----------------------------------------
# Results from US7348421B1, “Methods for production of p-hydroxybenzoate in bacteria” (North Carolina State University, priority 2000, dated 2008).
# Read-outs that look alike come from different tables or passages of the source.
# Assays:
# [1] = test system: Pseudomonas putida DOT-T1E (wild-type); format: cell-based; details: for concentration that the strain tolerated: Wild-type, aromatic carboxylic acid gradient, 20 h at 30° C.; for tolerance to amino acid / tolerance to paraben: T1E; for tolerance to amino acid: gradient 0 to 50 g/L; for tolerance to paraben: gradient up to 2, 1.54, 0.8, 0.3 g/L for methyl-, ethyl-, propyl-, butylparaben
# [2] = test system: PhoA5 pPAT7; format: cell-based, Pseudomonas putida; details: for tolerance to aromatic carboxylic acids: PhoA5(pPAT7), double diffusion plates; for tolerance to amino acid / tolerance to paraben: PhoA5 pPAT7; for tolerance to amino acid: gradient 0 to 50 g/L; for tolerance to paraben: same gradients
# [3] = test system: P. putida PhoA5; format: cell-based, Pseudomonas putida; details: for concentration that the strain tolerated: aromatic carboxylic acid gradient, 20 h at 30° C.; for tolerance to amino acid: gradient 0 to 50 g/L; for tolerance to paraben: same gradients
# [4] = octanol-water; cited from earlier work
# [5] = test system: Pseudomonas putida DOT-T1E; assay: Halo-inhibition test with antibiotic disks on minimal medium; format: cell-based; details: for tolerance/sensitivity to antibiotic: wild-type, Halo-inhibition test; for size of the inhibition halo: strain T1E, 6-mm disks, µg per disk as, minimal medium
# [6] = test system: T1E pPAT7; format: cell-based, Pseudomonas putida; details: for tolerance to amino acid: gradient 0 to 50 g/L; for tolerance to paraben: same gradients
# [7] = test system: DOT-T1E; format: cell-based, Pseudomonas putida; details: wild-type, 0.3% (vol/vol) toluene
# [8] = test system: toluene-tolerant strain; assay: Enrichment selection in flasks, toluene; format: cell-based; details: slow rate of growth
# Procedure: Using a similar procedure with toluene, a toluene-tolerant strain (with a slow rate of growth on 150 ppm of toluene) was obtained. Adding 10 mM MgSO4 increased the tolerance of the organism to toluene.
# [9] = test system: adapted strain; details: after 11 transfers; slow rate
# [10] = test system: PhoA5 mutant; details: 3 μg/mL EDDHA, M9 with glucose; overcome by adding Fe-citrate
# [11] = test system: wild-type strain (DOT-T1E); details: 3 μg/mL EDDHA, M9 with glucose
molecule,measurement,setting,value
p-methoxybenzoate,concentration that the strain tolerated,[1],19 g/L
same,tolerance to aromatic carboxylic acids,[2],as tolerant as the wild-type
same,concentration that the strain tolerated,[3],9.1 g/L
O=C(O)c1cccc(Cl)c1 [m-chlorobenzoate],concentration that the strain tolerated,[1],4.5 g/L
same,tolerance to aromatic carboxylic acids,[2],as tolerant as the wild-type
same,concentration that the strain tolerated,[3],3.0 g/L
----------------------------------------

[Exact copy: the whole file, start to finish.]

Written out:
# Results from US7348421B1, “Methods for production of p-hydroxybenzoate in bacteria” (North Carolina State University, priority 2000, dated 2008).
# Read-outs that look alike come from different tables or passages of the source.
# Assays:
# [1] = test system: Pseudomonas putida DOT-T1E (wild-type); format: cell-based; details: for concentration that the strain tolerated: Wild-type, aromatic carboxylic acid gradient, 20 h at 30° C.; for tolerance to amino acid / tolerance to paraben: T1E; for tolerance to amino acid: gradient 0 to 50 g/L; for tolerance to paraben: gradient up to 2, 1.54, 0.8, 0.3 g/L for methyl-, ethyl-, propyl-, butylparaben
# [2] = test system: PhoA5 pPAT7; format: cell-based, Pseudomonas putida; details: for tolerance to aromatic carboxylic acids: PhoA5(pPAT7), double diffusion plates; for tolerance to amino acid / tolerance to paraben: PhoA5 pPAT7; for tolerance to amino acid: gradient 0 to 50 g/L; for tolerance to paraben: same gradients
# [3] = test system: P. putida PhoA5; format: cell-based, Pseudomonas putida; details: for concentration that the strain tolerated: aromatic carboxylic acid gradient, 20 h at 30° C.; for tolerance to amino acid: gradient 0 to 50 g/L; for tolerance to paraben: same gradients
# [4] = octanol-water; cited from earlier work
# [5] = test system: Pseudomonas putida DOT-T1E; assay: Halo-inhibition test with antibiotic disks on minimal medium; format: cell-based; details: for tolerance/sensitivity to antibiotic: wild-type, Halo-inhibition test; for size of the inhibition halo: strain T1E, 6-mm disks, µg per disk as, minimal medium
# [6] = test system: T1E pPAT7; format: cell-based, Pseudomonas putida; details: for tolerance to amino acid: gradient 0 to 50 g/L; for tolerance to paraben: same gradients
# [7] = test system: DOT-T1E; format: cell-based, Pseudomonas putida; details: wild-type, 0.3% (vol/vol) toluene
# [8] = test system: toluene-tolerant strain; assay: Enrichment selection in flasks, toluene; format: cell-based; details: slow rate of growth
# Procedure: Using a similar procedure with toluene, a toluene-tolerant strain (with a slow rate of growth on 150 ppm of toluene) was obtained. Adding 10 mM MgSO4 increased the tolerance of the organism to toluene.
# [9] = test system: adapted strain; details: after 11 transfers; slow rate
# [10] = test system: PhoA5 mutant; details: 3 μg/mL EDDHA, M9 with glucose; overcome by adding Fe-citrate
# [11] = test system: wild-type strain (DOT-T1E); details: 3 μg/mL EDDHA, M9 with glucose
molecule,measurement,setting,value
p-methoxybenzoate,concentration that the strain tolerated,[1],19 g/L
same,tolerance to aromatic carboxylic acids,[2],as tolerant as the wild-type
same,concentration that the strain tolerated,[3],9.1 g/L
O=C(O)c1cccc(Cl)c1 [m-chlorobenzoate],concentration that the strain tolerated,[1],4.5 g/L
same,tolerance to aromatic carboxylic acids,[2],as tolerant as the wild-type
same,concentration that the strain tolerated,[3],3.0 g/L